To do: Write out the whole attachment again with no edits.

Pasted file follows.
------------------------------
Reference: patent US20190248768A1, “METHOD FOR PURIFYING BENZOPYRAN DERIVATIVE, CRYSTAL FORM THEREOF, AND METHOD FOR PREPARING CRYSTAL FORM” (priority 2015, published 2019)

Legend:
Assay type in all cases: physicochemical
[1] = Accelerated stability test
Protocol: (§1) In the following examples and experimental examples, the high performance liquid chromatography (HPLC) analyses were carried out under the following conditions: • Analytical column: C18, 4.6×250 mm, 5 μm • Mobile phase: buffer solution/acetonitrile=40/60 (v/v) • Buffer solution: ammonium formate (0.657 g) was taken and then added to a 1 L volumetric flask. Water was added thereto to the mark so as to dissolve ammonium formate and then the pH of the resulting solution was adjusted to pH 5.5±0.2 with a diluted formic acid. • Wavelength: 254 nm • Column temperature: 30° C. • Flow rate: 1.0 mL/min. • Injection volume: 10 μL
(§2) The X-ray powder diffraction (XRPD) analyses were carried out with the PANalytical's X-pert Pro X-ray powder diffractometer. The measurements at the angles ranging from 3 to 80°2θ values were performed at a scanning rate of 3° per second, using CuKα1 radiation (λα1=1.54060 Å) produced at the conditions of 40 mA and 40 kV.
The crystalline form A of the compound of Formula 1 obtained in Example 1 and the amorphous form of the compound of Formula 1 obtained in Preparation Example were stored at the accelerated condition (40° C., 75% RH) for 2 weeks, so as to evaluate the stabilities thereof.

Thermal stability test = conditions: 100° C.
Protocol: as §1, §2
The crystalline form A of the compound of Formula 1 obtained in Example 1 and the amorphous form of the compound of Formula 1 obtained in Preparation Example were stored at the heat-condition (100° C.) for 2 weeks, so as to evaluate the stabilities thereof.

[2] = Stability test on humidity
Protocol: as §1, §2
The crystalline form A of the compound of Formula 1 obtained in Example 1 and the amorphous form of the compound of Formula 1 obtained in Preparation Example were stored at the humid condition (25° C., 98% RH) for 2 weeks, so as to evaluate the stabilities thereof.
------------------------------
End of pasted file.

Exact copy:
Reference: patent US20190248768A1, “METHOD FOR PURIFYING BENZOPYRAN DERIVATIVE, CRYSTAL FORM THEREOF, AND METHOD FOR PREPARING CRYSTAL FORM” (priority 2015, published 2019)

Legend:
Assay type in all cases: physicochemical
[1] = Accelerated stability test
Protocol: (§1) In the following examples and experimental examples, the high performance liquid chromatography (HPLC) analyses were carried out under the following conditions: • Analytical column: C18, 4.6×250 mm, 5 μm • Mobile phase: buffer solution/acetonitrile=40/60 (v/v) • Buffer solution: ammonium formate (0.657 g) was taken and then added to a 1 L volumetric flask. Water was added thereto to the mark so as to dissolve ammonium formate and then the pH of the resulting solution was adjusted to pH 5.5±0.2 with a diluted formic acid. • Wavelength: 254 nm • Column temperature: 30° C. • Flow rate: 1.0 mL/min. • Injection volume: 10 μL
(§2) The X-ray powder diffraction (XRPD) analyses were carried out with the PANalytical's X-pert Pro X-ray powder diffractometer. The measurements at the angles ranging from 3 to 80°2θ values were performed at a scanning rate of 3° per second, using CuKα1 radiation (λα1=1.54060 Å) produced at the conditions of 40 mA and 40 kV.
The crystalline form A of the compound of Formula 1 obtained in Example 1 and the amorphous form of the compound of Formula 1 obtained in Preparation Example were stored at the accelerated condition (40° C., 75% RH) for 2 weeks, so as to evaluate the stabilities thereof.

Thermal stability test = conditions: 100° C.
Protocol: as §1, §2
The crystalline form A of the compound of Formula 1 obtained in Example 1 and the amorphous form of the compound of Formula 1 obtained in Preparation Example were stored at the heat-condition (100° C.) for 2 weeks, so as to evaluate the stabilities thereof.

[2] = Stability test on humidity
Protocol: as §1, §2
The crystalline form A of the compound of Formula 1 obtained in Example 1 and the amorphous form of the compound of Formula 1 obtained in Preparation Example were stored at the humid condition (25° C., 98% RH) for 2 weeks, so as to evaluate the stabilities thereof.